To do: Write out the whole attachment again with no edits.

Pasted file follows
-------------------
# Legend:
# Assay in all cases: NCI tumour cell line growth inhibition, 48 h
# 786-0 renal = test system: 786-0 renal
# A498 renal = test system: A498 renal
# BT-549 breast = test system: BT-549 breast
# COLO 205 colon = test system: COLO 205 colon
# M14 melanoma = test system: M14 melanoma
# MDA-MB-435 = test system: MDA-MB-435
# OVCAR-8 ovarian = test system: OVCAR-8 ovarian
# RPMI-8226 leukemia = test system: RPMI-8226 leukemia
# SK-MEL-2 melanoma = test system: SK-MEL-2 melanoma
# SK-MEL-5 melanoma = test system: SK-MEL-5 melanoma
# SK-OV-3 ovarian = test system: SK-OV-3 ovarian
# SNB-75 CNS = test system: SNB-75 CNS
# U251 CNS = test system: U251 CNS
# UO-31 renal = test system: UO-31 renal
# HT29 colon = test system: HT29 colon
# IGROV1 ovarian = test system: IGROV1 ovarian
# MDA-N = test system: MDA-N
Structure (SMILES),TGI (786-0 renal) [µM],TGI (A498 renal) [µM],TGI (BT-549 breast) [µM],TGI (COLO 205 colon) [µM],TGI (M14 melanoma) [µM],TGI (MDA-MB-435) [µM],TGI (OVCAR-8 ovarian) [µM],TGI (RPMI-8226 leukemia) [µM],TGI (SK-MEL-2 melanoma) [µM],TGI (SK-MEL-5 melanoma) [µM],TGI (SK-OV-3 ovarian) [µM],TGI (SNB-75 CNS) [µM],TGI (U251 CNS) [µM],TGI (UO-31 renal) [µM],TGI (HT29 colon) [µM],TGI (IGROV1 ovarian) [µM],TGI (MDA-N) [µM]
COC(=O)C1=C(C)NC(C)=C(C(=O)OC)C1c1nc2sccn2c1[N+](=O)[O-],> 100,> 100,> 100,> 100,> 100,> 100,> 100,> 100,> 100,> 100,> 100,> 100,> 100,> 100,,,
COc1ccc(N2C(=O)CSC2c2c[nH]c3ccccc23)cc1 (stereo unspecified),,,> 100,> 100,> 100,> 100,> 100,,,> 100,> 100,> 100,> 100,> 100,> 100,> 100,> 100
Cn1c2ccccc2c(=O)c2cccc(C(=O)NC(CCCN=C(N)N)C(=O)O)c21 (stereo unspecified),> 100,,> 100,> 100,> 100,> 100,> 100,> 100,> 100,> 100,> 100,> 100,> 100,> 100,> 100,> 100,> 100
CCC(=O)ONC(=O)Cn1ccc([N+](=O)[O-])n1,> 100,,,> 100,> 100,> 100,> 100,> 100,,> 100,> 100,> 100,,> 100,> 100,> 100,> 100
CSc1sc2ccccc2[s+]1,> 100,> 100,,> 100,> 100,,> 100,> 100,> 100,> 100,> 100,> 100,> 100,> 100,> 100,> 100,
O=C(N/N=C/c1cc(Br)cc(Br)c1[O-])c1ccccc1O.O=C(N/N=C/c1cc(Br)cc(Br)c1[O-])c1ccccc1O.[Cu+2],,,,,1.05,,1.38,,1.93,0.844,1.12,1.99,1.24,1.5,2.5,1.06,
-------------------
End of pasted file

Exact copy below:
# Legend:
# Assay in all cases: NCI tumour cell line growth inhibition, 48 h
# 786-0 renal = test system: 786-0 renal
# A498 renal = test system: A498 renal
# BT-549 breast = test system: BT-549 breast
# COLO 205 colon = test system: COLO 205 colon
# M14 melanoma = test system: M14 melanoma
# MDA-MB-435 = test system: MDA-MB-435
# OVCAR-8 ovarian = test system: OVCAR-8 ovarian
# RPMI-8226 leukemia = test system: RPMI-8226 leukemia
# SK-MEL-2 melanoma = test system: SK-MEL-2 melanoma
# SK-MEL-5 melanoma = test system: SK-MEL-5 melanoma
# SK-OV-3 ovarian = test system: SK-OV-3 ovarian
# SNB-75 CNS = test system: SNB-75 CNS
# U251 CNS = test system: U251 CNS
# UO-31 renal = test system: UO-31 renal
# HT29 colon = test system: HT29 colon
# IGROV1 ovarian = test system: IGROV1 ovarian
# MDA-N = test system: MDA-N
Structure (SMILES),TGI (786-0 renal) [µM],TGI (A498 renal) [µM],TGI (BT-549 breast) [µM],TGI (COLO 205 colon) [µM],TGI (M14 melanoma) [µM],TGI (MDA-MB-435) [µM],TGI (OVCAR-8 ovarian) [µM],TGI (RPMI-8226 leukemia) [µM],TGI (SK-MEL-2 melanoma) [µM],TGI (SK-MEL-5 melanoma) [µM],TGI (SK-OV-3 ovarian) [µM],TGI (SNB-75 CNS) [µM],TGI (U251 CNS) [µM],TGI (UO-31 renal) [µM],TGI (HT29 colon) [µM],TGI (IGROV1 ovarian) [µM],TGI (MDA-N) [µM]
COC(=O)C1=C(C)NC(C)=C(C(=O)OC)C1c1nc2sccn2c1[N+](=O)[O-],> 100,> 100,> 100,> 100,> 100,> 100,> 100,> 100,> 100,> 100,> 100,> 100,> 100,> 100,,,
COc1ccc(N2C(=O)CSC2c2c[nH]c3ccccc23)cc1 (stereo unspecified),,,> 100,> 100,> 100,> 100,> 100,,,> 100,> 100,> 100,> 100,> 100,> 100,> 100,> 100
Cn1c2ccccc2c(=O)c2cccc(C(=O)NC(CCCN=C(N)N)C(=O)O)c21 (stereo unspecified),> 100,,> 100,> 100,> 100,> 100,> 100,> 100,> 100,> 100,> 100,> 100,> 100,> 100,> 100,> 100,> 100
CCC(=O)ONC(=O)Cn1ccc([N+](=O)[O-])n1,> 100,,,> 100,> 100,> 100,> 100,> 100,,> 100,> 100,> 100,,> 100,> 100,> 100,> 100
CSc1sc2ccccc2[s+]1,> 100,> 100,,> 100,> 100,,> 100,> 100,> 100,> 100,> 100,> 100,> 100,> 100,> 100,> 100,
O=C(N/N=C/c1cc(Br)cc(Br)c1[O-])c1ccccc1O.O=C(N/N=C/c1cc(Br)cc(Br)c1[O-])c1ccccc1O.[Cu+2],,,,,1.05,,1.38,,1.93,0.844,1.12,1.99,1.24,1.5,2.5,1.06,